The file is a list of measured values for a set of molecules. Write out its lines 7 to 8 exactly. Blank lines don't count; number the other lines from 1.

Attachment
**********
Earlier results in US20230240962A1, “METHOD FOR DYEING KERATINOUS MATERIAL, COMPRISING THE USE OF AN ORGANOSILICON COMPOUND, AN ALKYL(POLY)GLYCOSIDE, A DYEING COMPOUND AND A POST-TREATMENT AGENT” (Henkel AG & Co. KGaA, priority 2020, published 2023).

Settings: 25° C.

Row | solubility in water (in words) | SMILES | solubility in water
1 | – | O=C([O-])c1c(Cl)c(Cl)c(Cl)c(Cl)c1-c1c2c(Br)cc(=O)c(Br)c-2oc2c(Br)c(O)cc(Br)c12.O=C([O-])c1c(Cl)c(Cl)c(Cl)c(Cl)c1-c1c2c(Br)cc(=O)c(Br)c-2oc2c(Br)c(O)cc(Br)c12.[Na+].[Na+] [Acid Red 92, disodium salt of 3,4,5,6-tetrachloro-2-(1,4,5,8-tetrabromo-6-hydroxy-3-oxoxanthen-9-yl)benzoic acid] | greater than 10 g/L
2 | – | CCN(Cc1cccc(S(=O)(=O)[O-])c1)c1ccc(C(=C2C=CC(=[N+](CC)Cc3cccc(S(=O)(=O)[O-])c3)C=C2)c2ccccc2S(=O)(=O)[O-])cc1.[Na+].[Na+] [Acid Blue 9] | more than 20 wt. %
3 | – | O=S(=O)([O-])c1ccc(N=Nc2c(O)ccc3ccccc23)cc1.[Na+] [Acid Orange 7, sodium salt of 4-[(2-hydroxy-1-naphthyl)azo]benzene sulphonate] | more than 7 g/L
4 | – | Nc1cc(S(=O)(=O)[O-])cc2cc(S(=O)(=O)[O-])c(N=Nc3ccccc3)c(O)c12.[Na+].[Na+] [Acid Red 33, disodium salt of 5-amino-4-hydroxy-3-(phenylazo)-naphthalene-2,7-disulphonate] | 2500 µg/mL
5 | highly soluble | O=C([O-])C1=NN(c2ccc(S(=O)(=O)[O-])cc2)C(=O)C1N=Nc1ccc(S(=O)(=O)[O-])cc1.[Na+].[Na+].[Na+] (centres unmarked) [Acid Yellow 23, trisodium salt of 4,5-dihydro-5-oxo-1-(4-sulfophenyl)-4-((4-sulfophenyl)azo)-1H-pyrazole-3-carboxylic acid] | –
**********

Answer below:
4 | – | Nc1cc(S(=O)(=O)[O-])cc2cc(S(=O)(=O)[O-])c(N=Nc3ccccc3)c(O)c12.[Na+].[Na+] [Acid Red 33, disodium salt of 5-amino-4-hydroxy-3-(phenylazo)-naphthalene-2,7-disulphonate] | 2500 µg/mL
5 | highly soluble | O=C([O-])C1=NN(c2ccc(S(=O)(=O)[O-])cc2)C(=O)C1N=Nc1ccc(S(=O)(=O)[O-])cc1.[Na+].[Na+].[Na+] (centres unmarked) [Acid Yellow 23, trisodium salt of 4,5-dihydro-5-oxo-1-(4-sulfophenyl)-4-((4-sulfophenyl)azo)-1H-pyrazole-3-carboxylic acid] | –